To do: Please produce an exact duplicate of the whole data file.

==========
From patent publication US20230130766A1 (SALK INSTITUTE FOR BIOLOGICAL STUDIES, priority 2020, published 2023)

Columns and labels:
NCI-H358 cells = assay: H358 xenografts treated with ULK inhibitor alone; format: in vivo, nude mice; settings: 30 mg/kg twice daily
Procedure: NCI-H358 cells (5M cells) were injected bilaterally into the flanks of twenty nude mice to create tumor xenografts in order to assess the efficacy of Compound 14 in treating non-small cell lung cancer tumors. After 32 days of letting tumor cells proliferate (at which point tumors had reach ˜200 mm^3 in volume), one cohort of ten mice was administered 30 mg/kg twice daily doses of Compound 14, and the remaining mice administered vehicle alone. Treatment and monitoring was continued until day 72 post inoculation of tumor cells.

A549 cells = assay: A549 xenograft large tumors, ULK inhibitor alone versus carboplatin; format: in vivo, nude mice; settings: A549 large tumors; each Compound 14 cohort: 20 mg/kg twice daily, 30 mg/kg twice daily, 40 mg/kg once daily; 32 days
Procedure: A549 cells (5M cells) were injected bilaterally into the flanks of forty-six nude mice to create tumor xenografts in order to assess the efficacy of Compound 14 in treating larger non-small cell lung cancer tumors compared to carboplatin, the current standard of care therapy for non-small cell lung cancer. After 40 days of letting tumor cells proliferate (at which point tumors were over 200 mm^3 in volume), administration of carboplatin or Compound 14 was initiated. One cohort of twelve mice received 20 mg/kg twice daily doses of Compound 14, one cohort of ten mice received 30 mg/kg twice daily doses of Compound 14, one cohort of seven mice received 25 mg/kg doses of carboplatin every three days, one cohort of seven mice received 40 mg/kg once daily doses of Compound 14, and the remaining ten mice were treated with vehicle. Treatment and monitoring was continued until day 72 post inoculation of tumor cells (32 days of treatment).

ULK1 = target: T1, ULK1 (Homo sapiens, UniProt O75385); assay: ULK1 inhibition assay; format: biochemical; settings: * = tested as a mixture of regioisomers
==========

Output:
From patent publication US20230130766A1 (SALK INSTITUTE FOR BIOLOGICAL STUDIES, priority 2020, published 2023)

Columns and labels:
NCI-H358 cells = assay: H358 xenografts treated with ULK inhibitor alone; format: in vivo, nude mice; settings: 30 mg/kg twice daily
Procedure: NCI-H358 cells (5M cells) were injected bilaterally into the flanks of twenty nude mice to create tumor xenografts in order to assess the efficacy of Compound 14 in treating non-small cell lung cancer tumors. After 32 days of letting tumor cells proliferate (at which point tumors had reach ˜200 mm^3 in volume), one cohort of ten mice was administered 30 mg/kg twice daily doses of Compound 14, and the remaining mice administered vehicle alone. Treatment and monitoring was continued until day 72 post inoculation of tumor cells.

A549 cells = assay: A549 xenograft large tumors, ULK inhibitor alone versus carboplatin; format: in vivo, nude mice; settings: A549 large tumors; each Compound 14 cohort: 20 mg/kg twice daily, 30 mg/kg twice daily, 40 mg/kg once daily; 32 days
Procedure: A549 cells (5M cells) were injected bilaterally into the flanks of forty-six nude mice to create tumor xenografts in order to assess the efficacy of Compound 14 in treating larger non-small cell lung cancer tumors compared to carboplatin, the current standard of care therapy for non-small cell lung cancer. After 40 days of letting tumor cells proliferate (at which point tumors were over 200 mm^3 in volume), administration of carboplatin or Compound 14 was initiated. One cohort of twelve mice received 20 mg/kg twice daily doses of Compound 14, one cohort of ten mice received 30 mg/kg twice daily doses of Compound 14, one cohort of seven mice received 25 mg/kg doses of carboplatin every three days, one cohort of seven mice received 40 mg/kg once daily doses of Compound 14, and the remaining ten mice were treated with vehicle. Treatment and monitoring was continued until day 72 post inoculation of tumor cells (32 days of treatment).

ULK1 = target: T1, ULK1 (Homo sapiens, UniProt O75385); assay: ULK1 inhibition assay; format: biochemical; settings: * = tested as a mixture of regioisomers